10 Things to Look for When Purchasing Land

1. Location

Close proximity to shopping, healthcare, Airport, Downtown. 20 miles or less from your work or shopping opportunities seems to be ideal for country living.

2. Schools

If you have school age children, most rural school districts will pick up students virtually at your front door, however this may not be the case in all areas. In some rural areas the student pick up may be as much as a mile away. This must be considered in inclement weather.

3. Drainage

Check your local land map which can be found at the county courthouse. These elevation maps will show you the drainage direction related to the property. Make sure any creek drainage does not end up on your property. Simply put, do not purchase land in low lying areas.

4. Water

If your property does not have water available from the city or private water company, you must put in a water well and septic system. The important thing here is to ask a few neighbors which well and septic company they used. This can be expensive and add a significant amount of money to the purchase price.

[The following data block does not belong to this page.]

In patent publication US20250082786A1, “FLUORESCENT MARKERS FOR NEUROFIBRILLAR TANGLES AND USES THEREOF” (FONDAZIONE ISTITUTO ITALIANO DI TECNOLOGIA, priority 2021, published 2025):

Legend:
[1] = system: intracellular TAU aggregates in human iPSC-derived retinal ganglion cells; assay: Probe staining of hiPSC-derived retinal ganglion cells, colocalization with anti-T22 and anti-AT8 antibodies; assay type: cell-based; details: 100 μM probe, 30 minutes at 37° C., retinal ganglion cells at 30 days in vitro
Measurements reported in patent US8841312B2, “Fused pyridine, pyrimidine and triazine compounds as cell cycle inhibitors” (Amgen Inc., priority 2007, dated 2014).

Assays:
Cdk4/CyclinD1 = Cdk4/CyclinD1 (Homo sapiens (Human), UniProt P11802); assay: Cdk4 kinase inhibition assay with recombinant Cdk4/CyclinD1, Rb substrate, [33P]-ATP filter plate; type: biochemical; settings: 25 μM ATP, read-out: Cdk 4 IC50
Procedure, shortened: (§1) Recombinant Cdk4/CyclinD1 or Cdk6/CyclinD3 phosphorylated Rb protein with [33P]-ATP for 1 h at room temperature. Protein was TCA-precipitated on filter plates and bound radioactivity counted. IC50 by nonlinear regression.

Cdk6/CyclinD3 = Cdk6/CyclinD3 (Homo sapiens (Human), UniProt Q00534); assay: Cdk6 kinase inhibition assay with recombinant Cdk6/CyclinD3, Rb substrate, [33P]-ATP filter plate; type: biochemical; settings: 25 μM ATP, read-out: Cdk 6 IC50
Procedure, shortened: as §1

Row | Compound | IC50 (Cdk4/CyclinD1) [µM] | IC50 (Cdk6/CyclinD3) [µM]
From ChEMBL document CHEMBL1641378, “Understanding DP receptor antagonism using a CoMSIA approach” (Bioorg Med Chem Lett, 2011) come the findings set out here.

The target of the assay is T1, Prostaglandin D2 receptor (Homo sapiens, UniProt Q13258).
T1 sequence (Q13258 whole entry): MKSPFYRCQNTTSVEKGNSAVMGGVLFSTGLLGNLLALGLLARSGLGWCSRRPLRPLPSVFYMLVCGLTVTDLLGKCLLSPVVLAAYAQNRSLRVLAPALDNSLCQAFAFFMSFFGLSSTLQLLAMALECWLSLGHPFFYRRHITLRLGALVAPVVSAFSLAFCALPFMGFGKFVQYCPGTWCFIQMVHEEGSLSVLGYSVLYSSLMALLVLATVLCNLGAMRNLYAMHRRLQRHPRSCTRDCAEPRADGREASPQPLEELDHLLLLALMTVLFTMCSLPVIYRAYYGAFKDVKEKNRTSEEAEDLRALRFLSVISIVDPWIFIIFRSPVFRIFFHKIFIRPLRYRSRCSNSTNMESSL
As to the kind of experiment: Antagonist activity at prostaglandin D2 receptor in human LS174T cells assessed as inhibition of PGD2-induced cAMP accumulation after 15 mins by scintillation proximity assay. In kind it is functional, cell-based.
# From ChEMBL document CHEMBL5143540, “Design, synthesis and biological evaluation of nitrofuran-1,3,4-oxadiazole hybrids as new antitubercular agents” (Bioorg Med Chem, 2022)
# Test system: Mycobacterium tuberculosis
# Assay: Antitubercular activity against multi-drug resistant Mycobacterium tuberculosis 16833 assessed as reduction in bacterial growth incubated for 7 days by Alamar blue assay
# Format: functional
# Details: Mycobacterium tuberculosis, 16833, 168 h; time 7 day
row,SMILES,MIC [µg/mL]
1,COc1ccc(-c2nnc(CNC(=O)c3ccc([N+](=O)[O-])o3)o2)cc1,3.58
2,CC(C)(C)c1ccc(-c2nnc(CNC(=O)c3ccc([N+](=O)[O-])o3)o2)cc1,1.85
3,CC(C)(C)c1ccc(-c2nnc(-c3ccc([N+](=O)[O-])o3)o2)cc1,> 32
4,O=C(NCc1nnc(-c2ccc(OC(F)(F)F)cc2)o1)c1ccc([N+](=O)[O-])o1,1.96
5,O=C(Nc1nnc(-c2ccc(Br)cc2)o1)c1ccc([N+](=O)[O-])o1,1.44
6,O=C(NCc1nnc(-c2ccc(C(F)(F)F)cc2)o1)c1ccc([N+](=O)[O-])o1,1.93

5. Natural Hazards

Obtain a natural hazard disclosure and look for soil problems. . A disclosure will tell you if the land is a protected habitat, which would prohibit building. Is the area a known fire hazard? Is the fire department supported solely by volunteers?

6. Zoning

Ask about future zoning, whether there are plans to put in shopping centers or airports, or to change nearby land uses that could also devalue your land.

7. What is required for a septic system?

Cost estimates?

8. Easements

Verify if there are easements on your lot for large power lines, pipelines, access to other properties, etc.

9. Understand what the Codes, Covenants & Restrictions (CC&Rs;) are

They can be basic or extremely strict. CC&Rs; can govern paint colors, building height, exterior material, landscaping, roofing and minimum square footage.

10. Has the land been improved?

Have the utilities wires and pipes been laid down in the land?